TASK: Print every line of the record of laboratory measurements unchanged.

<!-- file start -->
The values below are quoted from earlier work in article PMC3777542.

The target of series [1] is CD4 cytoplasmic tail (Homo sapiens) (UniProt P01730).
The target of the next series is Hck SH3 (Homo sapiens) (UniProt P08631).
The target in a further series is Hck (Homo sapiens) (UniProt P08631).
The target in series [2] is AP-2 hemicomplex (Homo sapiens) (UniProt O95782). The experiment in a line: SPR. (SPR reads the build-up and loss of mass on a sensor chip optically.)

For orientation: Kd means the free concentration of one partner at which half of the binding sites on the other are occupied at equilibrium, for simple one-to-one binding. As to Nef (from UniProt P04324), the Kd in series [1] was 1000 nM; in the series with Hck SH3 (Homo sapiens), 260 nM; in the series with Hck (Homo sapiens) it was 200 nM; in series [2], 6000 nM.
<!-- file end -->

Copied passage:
The values below are quoted from earlier work in article PMC3777542.

The target of series [1] is CD4 cytoplasmic tail (Homo sapiens) (UniProt P01730).
The target of the next series is Hck SH3 (Homo sapiens) (UniProt P08631).
The target in a further series is Hck (Homo sapiens) (UniProt P08631).
The target in series [2] is AP-2 hemicomplex (Homo sapiens) (UniProt O95782). The experiment in a line: SPR. (SPR reads the build-up and loss of mass on a sensor chip optically.)

For orientation: Kd means the free concentration of one partner at which half of the binding sites on the other are occupied at equilibrium, for simple one-to-one binding. As to Nef (from UniProt P04324), the Kd in series [1] was 1000 nM; in the series with Hck SH3 (Homo sapiens), 260 nM; in the series with Hck (Homo sapiens) it was 200 nM; in series [2], 6000 nM.